Regular readers of this blog will have been eagerly awaiting the 20th birthday of Peanuts, who doubles as joint head of the household (don’t ask) and ginger tom. Well, ex-tom to be precise. He celebrated reaching this major landmark during the week, not by inviting the neighbour’s three moggies through the cat flap (actually more of a hole now than a cat flap) for jelly and Dreamies, but by throwing up grass vomit in the kitchen.
Time was, when Peanuts was but knee high to a vole, that he would have been sicking up something a tad more manly, like the bile from a mouse’s gall bladder. (Sorry, should have posted a health warning at the head of this blog, but I never know where I’m going with them.) Then you really did need to put your slippers on in the morning before venturing into the kitchen. But, now he’s lost a bit of speed, he tends to hunt for stuff that’s slightly slower moving, like an unwary blade of ryegrass.
Mrs Blog, the in-house vet, tells me that she’s never been responsible for cleaning up vomit, or worse, at the surgery, as she’s always found alternative professional tasks to occupy herself with when bodily waste products are hitting the fan, metaphorically speaking. So it tends to fall to this blog to do the necessary when misfortunes occur at home. Mind you, dealing with the odd bit of liquidised lawn is nothing compared with our late Labrador’s internal and unpremeditated rejection of a whole tub of Flora – but I’ll leave that to another day when we’ve all had a good rest.
So, where were we?
No, this has nothing to do with UKIP and immigration and everything to do with stuff retrieved from animals’ insides, particularly dogs. Since they’re all descended from pack dwelling ancestors when feeding time was a free for all, the dog evolved to eat first and ask questions afterwards on the basis that what is in his stomach is safely his. If horribly contaminated or otherwise unsuitable, it can always be vomited up at a later date. (Still reading?) When this doesn’t work, a foreign body may be the outcome.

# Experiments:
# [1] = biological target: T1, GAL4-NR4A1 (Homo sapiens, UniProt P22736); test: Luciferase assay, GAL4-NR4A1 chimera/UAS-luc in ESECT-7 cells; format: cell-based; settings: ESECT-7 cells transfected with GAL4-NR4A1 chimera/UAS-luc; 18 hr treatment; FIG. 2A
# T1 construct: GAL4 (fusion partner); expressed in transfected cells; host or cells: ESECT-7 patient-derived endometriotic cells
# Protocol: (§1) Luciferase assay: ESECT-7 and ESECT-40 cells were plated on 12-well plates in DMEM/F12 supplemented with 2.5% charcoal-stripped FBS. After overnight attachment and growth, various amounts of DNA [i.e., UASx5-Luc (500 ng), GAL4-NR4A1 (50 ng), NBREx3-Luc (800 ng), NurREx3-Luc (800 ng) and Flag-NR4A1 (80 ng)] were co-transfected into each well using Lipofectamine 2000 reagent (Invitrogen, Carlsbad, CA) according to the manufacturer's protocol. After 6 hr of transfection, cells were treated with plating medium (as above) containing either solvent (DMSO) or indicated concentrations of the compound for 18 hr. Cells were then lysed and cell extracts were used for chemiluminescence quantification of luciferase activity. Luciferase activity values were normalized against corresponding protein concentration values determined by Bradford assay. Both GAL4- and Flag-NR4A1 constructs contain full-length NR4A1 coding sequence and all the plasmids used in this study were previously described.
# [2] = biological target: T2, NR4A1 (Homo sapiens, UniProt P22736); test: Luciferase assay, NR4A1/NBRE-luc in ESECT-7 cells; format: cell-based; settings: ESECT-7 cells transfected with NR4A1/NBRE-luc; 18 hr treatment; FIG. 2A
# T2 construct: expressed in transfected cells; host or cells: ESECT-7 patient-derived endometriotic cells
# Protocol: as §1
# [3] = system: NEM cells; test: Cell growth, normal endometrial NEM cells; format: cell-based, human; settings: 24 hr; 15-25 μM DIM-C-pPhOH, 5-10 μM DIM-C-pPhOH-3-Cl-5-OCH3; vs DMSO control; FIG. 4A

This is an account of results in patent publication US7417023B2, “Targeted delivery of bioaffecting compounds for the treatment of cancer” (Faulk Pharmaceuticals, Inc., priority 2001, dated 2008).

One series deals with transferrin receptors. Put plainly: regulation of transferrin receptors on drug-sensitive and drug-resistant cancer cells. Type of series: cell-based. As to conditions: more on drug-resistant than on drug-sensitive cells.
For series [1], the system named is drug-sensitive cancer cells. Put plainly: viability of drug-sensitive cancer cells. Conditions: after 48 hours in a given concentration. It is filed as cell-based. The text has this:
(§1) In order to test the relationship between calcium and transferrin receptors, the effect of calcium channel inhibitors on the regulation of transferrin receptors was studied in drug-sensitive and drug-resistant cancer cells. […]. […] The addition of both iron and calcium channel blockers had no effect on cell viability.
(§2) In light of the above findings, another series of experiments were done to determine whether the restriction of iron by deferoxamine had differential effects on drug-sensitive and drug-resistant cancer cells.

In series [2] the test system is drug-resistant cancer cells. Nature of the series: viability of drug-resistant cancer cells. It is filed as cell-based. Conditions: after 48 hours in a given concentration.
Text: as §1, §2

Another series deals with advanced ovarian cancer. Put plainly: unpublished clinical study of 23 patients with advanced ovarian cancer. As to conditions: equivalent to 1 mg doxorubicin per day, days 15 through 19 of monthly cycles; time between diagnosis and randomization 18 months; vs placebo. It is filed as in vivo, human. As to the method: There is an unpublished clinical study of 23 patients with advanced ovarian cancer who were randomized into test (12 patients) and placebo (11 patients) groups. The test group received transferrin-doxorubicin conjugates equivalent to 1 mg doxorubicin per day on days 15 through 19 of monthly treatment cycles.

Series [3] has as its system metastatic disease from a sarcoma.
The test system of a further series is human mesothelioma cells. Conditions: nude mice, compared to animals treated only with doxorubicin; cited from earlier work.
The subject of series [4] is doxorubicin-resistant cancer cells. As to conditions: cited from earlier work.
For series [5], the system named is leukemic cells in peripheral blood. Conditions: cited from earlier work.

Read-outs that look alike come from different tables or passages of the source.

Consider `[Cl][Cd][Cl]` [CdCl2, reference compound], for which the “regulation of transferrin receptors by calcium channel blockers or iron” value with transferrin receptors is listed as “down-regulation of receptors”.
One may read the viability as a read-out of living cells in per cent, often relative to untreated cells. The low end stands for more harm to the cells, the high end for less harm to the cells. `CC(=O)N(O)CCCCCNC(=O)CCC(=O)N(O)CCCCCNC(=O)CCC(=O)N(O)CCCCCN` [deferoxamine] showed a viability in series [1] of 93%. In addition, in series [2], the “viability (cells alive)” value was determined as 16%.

You might think the object most frequently removed from the dog’s digestive tract would be a bone but in practice these tend to come some way down the list. Small objects imbued with body fluids (still with me?) seem irresistible, so babies’ dummies, handkerchiefs and particularly socks loom large in the “body count”. If you own a dog and you’ve mislaid a sock, chances are it’s not been swallowed by the washing machine but by the family pet.
Sometimes the owner finds it difficult, even sensitive, to advise the vet just what the offending article might be. If Mrs Blog’s return phone call to the client is made from home I occasionally overhear her end of the conversation.
“You think he’s swallowed something?
“Why do you think he might have swallowed something?
“What kind of material?
“How big a garment?
“Well, how many thongs?”
This one generated a degree of anticipation at the surgery before the young female owner came in with the dog, as well as giving rise to a jolly discussion amongst the veterinary nurses about whether to offer her the “foreign body” back after it had been removed and whether she was likely to want it. They offered. She didn’t.